Digital Studies at the University of Michigan offers a 12-credit hour Graduate Certificate Program focusing on the study of the digital world from a critical, interdisciplinary perspective. The goal of the Certificate in Digital Studies is to provide a structured program of study for graduate students in programs such as American Culture, Communication, Comparative Literature, English, History, Psychology, Screen Arts and Cultures, Sociology, School of Information, and Women's Studies (and others) with in-depth and multifaceted understanding of the field. The Certificate Program is particularly useful to graduate students whose academic and career trajectories require technology-focused knowledge and training.
The Digital Studies Advisory Committee will review applications twice a year, October 15 for the following winter semester and March 15 for the following fall semester.
Current or Admitted Rackham Students
Applicants will be evaluated by the Digital Studies Advisory Committee based on their preparation for, commitment to, and understanding of Digital Studies as evidenced in their letter of application, coursework plan, and letter of recommendation. Prime consideration will be given to those graduate students with strong academic· records who anticipate integrating Digital Studies methods and topics into their future research and professional pursuits. Not all candidates will be admitted.
Students who wish to enter the Program must submit an application including:
-A letter of application that explains the student's interest in the program, background in Digital Studies, and other relevant preparation (for example, coursework that demonstrates an interest or research focus in Digital Studies)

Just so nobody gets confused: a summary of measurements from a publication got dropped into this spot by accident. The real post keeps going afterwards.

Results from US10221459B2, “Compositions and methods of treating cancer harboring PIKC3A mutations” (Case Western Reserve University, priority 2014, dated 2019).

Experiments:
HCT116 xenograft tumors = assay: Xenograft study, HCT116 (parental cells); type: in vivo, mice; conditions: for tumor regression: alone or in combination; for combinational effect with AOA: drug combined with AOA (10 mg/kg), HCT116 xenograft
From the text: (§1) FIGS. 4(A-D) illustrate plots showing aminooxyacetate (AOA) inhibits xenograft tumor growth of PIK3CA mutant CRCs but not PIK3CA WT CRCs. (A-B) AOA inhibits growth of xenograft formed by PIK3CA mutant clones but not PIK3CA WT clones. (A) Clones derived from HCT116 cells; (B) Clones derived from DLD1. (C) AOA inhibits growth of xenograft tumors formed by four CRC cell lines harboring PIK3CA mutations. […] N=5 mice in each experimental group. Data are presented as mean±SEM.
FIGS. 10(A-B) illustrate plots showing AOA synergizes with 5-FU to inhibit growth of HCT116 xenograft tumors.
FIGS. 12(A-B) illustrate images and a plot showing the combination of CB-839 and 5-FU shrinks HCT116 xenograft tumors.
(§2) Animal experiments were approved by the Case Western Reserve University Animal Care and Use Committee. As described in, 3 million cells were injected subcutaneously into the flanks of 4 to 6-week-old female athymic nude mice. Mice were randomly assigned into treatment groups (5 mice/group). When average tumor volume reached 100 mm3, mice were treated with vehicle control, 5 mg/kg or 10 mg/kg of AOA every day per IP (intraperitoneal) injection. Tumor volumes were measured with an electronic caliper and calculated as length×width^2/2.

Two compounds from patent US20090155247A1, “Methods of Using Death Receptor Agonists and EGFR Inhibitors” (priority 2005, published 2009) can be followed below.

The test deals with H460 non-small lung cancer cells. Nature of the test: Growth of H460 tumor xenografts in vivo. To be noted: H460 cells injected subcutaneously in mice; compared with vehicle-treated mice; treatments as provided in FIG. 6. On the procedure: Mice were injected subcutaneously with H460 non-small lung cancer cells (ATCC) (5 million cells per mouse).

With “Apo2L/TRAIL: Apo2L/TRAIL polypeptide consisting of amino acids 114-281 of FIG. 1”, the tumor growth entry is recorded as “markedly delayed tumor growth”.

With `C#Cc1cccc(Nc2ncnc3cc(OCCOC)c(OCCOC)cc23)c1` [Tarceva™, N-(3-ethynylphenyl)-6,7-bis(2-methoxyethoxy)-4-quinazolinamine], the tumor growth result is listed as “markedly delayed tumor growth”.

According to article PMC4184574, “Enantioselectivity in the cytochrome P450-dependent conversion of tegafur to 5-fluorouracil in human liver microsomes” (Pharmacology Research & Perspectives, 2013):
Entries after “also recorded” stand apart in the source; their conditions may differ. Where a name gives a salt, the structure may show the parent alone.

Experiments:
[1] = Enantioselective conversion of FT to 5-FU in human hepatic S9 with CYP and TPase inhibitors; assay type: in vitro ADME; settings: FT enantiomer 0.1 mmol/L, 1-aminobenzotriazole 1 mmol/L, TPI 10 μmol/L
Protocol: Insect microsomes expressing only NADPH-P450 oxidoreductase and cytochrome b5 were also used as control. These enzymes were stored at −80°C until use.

-A list of proposed courses that will fulfill the program requirements
-A current transcript demonstrating that the student has maintained at least a "B" average at his or her graduate or professional school (or at his or her undergraduate institution for entering students)
-One letter of recommendation from a faculty sponsor
Specific Course Requirements
AC/SAC/ENG/COMM 601: Interdisciplinary Approaches to Digital Studies, or equivalent, will be offered yearly. Its core topics will include the history of the Internet, digital formats, and early computing culture, an introduction to software studies, platform studies, digital media theory, and discussion of critical theory and its relation to digital technology studies. The core seminar is cross listed with American Culture and Screen Arts and will be cross listed with English and Communications. Versions of this course are taught in all four departments, ensuring that with the coordination the DS certificate will afford, students will be guaranteed regular access to it under a range of rubrics. This course introduces students to the central analytical approaches, theories, and methods in the field of Digital Studies. The content of the course will be developed collaboratively by the core faculty in the Program (in order to ensure breadth of disciplinary coverage) and will include both canonical texts in the field and emergent scholarship.
Students in this course will learn key skills and methods relating to digital histories and communities as well as the various disciplinary rubrics through which Digital Studies is elaborated. Versions of this course may include digital literary and historical studies, studies of immigration and citizenship (within the fields of sociology and political science) and digital media theory. As a true interdisciplinary "introduction" to the study of digital culture, the pedagogical aim of this course will be to help graduate students develop the background knowledge, theoretical language and methodological skills needed to analyze the histories, cultural production, and material realities of digital culture. Beyond the required seminar, students will chose their three additional courses to fit with a proposed "theme of study" such as digital cultural production and design, digital identity (race, class, sexuality, gender}, social media and digital publics, digital networks and politics, digital policy, among others.